20 minutes later, he got back on the tractor and worked until dark. Usually a 14 or 15 hour day in the field, if the weather held.

Oh, I forgot. When he came home for lunch, he'd take what today would be called a "power nap." Too dirty to get onto a bed, he laid on the living room floor, flat on his back, and my dog Nicky, the size of a loaf of bread, curled into the bend of Dad's elbow and slept soundly with him.

He does still remember Nicky.


  • At 8:52 AM, Anonymous Anonymous said…

    This is your writing that I could read all day. When is that book coming out?

    More, more!!!! We want more!

  • At 8:55 AM, Blogger planbreaker said…

    This post brought a tear to my eye. And I mean that sincerely, for once.

  • At 9:50 AM, Anonymous Anonymous said…

    Wonderful stuff, Candy.

    I'm with Belle- when is your book coming out?

  • At 10:26 AM, Anonymous Anonymous said…

    Just a suggestion...send the to everyone you know and tell them to read it.
    Your writing is unmatched, except by your crazed personality. Just put all these blogs into a paperback and it will be all downhill from there. Except for the pressure to write more and better all the time. And the fame...and the movie offers...and the....

  • At 11:25 AM, Blogger Candy Rant said…

    Yikes. You people have made Candy's day.
    And *I* am sincere for once.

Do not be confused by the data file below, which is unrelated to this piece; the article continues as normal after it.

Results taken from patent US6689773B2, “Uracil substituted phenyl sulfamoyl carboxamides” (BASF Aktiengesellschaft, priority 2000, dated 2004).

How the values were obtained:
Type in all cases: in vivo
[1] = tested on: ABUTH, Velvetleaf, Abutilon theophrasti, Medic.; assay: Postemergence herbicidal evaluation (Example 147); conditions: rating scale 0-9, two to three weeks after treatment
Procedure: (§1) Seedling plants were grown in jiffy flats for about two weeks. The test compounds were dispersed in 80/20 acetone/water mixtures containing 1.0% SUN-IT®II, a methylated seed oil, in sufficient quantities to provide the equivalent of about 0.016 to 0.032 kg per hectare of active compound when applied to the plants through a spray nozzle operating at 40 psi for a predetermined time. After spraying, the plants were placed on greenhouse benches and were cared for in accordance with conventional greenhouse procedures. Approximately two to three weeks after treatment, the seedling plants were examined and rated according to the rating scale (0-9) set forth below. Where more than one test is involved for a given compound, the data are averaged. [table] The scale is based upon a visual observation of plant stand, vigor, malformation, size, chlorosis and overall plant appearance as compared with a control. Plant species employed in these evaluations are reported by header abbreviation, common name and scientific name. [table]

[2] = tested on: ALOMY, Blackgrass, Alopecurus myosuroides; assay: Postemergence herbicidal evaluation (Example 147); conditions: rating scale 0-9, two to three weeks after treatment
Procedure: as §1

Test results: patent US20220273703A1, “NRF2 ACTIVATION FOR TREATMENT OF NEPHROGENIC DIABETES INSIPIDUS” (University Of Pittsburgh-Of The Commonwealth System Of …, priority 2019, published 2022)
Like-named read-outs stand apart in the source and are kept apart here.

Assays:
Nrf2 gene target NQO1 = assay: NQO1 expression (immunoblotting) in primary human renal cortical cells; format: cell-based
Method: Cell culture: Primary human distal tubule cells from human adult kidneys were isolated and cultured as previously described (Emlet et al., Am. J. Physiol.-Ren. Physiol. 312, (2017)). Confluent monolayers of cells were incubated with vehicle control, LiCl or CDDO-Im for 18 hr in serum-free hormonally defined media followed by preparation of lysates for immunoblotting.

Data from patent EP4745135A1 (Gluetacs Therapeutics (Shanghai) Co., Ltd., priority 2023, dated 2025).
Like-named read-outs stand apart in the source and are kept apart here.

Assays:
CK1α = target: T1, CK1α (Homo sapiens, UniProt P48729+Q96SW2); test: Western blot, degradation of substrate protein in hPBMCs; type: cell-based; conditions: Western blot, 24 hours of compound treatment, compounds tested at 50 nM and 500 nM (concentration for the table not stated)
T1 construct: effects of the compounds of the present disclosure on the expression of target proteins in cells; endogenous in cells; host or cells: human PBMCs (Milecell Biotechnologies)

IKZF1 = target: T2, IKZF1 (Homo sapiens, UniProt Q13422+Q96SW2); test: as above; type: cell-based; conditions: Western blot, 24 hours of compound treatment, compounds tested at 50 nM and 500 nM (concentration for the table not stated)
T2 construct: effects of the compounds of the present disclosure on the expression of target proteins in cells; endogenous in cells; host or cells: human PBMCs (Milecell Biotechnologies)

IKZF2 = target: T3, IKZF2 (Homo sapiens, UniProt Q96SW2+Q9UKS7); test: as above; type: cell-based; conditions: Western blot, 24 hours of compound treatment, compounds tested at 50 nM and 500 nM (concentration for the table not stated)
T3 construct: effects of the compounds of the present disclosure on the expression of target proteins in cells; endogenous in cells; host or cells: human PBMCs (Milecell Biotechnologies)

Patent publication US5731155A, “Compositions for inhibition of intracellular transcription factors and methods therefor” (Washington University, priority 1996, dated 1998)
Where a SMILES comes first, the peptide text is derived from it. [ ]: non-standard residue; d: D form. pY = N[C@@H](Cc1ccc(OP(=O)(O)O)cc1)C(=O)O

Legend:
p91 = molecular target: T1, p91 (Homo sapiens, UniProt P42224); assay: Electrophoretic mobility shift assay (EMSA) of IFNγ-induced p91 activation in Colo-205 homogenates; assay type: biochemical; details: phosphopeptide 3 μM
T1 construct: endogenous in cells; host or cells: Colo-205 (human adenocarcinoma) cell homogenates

Now I have extra energy to go flog the college kids.

  • At 1:45 PM, Anonymous Anonymous said…

    Your final sentences either punch me in the gut, put a tear in my eye, leave a lump in my throat, or put a guffaw in my heart.

    Sometimes all four.

    Movie offers, huh, oneavid? So what do you all think? What famous actress shall play the part of CandyRant?

  • At 6:40 PM, Anonymous Anonymous said…

    Dear Miss Rant:
    Chubbynuckles asks who should play you in the film version. I've given it some thought and I think ideally the best person to play you would have been the English actress Dame May Whitty. Since Dame May is no longer with us, I think Jessica Simpson would be just fine.

    Like all the correspondents above, I think your writing is super--but then I've always been been attracted to Hoosier lit. Grew up reading James Whitcomb Riley. And one about a horse....I forget...something about a horse.
    T. from the B.

  • At 10:22 AM, Blogger Candy Rant said…

    Tony from the B.,

    You are too kind. I had no idea you were such a fan of the literature of the Hoosier State. "Inbred Lit" as it is known.

    Give all the credit to my mom and dad who are siblings.

    Soak up some of that Bronx life for me. I will stare at some cornfields for you.